‘Tumšie briežie’ follows tradition of doom, gloom

Tumšie brieži

Kristīne Krūze plays Ria in the Viesturs Kairišs film Tumšie brieži, based on a play by Inga Ābele.

If you were to judge the Latvians by their films you would have to arrive at the conclusion that the Latvians are a very, very unhappy people. Viesturs Kairišs’ Tumšie brieži (The Dark Deer), based on a play of the same name by Inga Ābele, follows in that rich tradition of doom and gloom where things start out bad and then they get worse.

Latvian filmmakers seem to be primarily interested in making two types of film, the depressing or the tragic.

The characters’ entire lives are spent in a cycle of manic depression punctuated by brief spells of exhausted catatonia. Few are the films offering escapist fare and simple entertainment. If a Latvian filmmaker were to make It’s a Wonderful Life, George Bailey would jump off that bridge, Clarence would not get his wings and be relegated to the depths of hell, and Mary would become Mr. Potter’s unwilling mistress. And those would be the cheerful parts.

Tumšie brieži follows the lives of Aija (Elita Kļaviņa), Alfs (Kaspars Dimiters) and Augusts (Juris Žagars). The film opens with the three riding in a car. A pregnant Aija sits in the back, Alfs in the passenger seat and Augusts at the wheel. The relationships between the three aren’t clear, but it’s evident that they are intimately close. They’re returning from an evening at the theater when the car runs into a deer and crashes. The next scene picks up 17 years later. Aija is now a semi-catatonic recluse tended to by Alf and his new wife Nadine (Maija Doveika), Aija’s former nurse. They all live on a game farm and hunting lodge managed by Alfs and his father Opis (Pēteris Martinsons). Times are evidently hard, but a group of German hunters, among them Augusts who is now a successful businessman in Germany, has just arrived and the money they’ll spend just might save the day.

There’s just one problem. Ria (Kristīne Krūze), Aija’s and Alfs’ daughter, has grown up with and loves the deer. She will do everything in her power to disrupt the hunt and save them.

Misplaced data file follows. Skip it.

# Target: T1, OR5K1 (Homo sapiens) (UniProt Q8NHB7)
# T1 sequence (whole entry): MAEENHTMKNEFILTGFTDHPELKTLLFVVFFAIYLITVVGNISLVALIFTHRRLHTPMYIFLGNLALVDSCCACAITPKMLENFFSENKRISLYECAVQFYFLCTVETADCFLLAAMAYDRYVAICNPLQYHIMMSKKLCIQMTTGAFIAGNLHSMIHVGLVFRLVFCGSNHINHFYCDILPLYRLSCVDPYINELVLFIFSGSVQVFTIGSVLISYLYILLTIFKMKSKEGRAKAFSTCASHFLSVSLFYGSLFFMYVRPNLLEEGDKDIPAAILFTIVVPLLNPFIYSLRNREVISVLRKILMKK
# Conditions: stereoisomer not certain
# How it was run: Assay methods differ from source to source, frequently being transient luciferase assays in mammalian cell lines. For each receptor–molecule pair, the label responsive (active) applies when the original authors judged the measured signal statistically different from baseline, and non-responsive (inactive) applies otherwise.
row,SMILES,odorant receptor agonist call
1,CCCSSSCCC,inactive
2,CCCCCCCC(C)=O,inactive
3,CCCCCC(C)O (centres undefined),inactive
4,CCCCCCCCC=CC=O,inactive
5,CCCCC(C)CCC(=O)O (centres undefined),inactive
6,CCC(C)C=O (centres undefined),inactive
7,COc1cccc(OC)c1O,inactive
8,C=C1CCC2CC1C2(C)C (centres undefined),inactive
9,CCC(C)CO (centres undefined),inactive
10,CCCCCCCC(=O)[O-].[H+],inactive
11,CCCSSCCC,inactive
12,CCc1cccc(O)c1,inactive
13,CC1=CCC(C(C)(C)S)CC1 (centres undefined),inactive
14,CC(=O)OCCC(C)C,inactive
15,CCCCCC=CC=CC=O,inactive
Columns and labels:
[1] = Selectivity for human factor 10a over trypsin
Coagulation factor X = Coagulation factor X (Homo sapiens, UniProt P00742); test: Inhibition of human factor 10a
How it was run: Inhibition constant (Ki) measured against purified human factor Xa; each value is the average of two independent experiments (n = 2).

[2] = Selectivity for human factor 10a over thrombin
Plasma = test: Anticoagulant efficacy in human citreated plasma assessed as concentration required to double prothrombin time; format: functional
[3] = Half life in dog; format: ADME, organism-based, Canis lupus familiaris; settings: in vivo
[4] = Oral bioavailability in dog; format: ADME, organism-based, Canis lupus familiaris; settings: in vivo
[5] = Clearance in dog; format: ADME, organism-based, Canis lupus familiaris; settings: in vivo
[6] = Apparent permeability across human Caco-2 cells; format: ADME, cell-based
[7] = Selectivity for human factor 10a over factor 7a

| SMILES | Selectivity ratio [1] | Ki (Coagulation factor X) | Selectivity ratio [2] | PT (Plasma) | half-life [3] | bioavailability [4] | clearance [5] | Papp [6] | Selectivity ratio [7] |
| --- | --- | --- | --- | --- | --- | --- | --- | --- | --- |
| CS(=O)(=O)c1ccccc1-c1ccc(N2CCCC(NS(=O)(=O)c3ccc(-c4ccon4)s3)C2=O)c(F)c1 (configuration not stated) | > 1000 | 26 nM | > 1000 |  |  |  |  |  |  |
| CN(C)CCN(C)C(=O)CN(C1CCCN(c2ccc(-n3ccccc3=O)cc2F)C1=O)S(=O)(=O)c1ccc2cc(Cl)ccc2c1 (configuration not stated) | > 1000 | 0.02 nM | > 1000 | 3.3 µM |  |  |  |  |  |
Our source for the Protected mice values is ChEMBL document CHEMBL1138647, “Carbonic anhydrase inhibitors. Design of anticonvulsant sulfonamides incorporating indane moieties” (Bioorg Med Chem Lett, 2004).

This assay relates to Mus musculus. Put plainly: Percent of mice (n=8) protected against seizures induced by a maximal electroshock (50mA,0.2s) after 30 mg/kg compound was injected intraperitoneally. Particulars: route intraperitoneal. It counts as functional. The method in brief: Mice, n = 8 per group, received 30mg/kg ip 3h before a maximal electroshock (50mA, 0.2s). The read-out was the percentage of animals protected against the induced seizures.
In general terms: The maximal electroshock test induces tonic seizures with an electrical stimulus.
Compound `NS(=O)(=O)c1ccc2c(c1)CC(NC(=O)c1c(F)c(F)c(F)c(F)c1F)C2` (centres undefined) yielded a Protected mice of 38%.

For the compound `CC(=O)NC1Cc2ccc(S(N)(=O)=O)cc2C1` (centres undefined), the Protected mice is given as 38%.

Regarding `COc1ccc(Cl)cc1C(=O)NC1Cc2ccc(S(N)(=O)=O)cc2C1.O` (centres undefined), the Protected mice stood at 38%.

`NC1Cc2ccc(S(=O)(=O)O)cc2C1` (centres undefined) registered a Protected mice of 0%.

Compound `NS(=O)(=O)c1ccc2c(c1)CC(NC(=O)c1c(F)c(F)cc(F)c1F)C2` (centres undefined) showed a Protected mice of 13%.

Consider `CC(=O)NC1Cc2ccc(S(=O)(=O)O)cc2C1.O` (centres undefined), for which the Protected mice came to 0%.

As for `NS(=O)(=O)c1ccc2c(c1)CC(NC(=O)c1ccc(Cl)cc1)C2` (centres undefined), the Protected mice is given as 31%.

Kairišs is a talented filmmaker with a very strong feel for pacing, composition and mood. His 2001 Pa ceļam aizejot (Leaving By the Way) was a lyrical and mystical film despite some uneven performances. In Tumšie brieži we have the opposite. Despite some very strong performances from his cast, the film never really engages us. The characters somehow never really connect. We never seem to care about any of them. The motivation of the actors is never clearly explained.

While Aija is certainly a very attractive woman, we are never really sure why the two men would be so attracted to her or she to them. Why is Aija in the state she’s currently in? An accident can certainly be a traumatic experience, but is that enough to drive Aija to madness? Why does Alfs not just run away from his crazy family and why does Nadine put up with any of it? Why did Augusts leave? And why did he come back? Obviously there’s a lot of missing backstory. The film hints at its presence, but most of it doesn’t find its way to the screen. Ultimately, the answer to all of these questions seems to be that it’s in the script and that’s the way the actors play it.

It’s not that Tumšie brieži is necessarily a bad film. It has a definite feel to it and Kairišs’ strong visual sense and feel for mood and pacing are evident. The acting, with the possible exception of Krūze, is strong. Both Dimiters and Žagars bring a presence to their roles which goes beyond just their lines of dialogue. Kļaviņa does the best with what the limited script offers her. Krūze, unfortunately, brings the least to the table. Her Ria seems to alternate between petulance and cliché teenage rebellion. It’s Ria’s role that has to be the focal point of the film. All the action flows through or from her. How much of that is the fault of Krūze and how much is the fault of the script is debatable, but it never really seems to come together on the screen.


Tumšie brieži

Viesturs Kairišs, director

Kaupo Filma,  2006

Notes: In Latvian. Feature, 85 minutes, in color. Screenplay by Viesturs Kairišs, based on a play by Inga Ābele; cast: Kaspars Dimiters, Maija Doveika, Elita Kļaviņa, Kristīne Krūze, Pēteris Martinsons, and Juris Žagars; producer: Guntis Trekteris; director of photography: Gints Bērziņš; music: Artūrs Maskats. DVD offers original Latvian and Russian dubbing, as well as English subtitles.

One thought on “‘Tumšie briežie’ follows tradition of doom, gloom

  1. I completely agree. The only thing I remember really liking was the way the film was shot and the lighting they used. There are many powerful moments, as well as some funny ones (German tourists trapped in a refrigerated truck…), but I was left with a strong urge to never see the film again. The world will think we’re nothing but “dark and twisty” on the inside.

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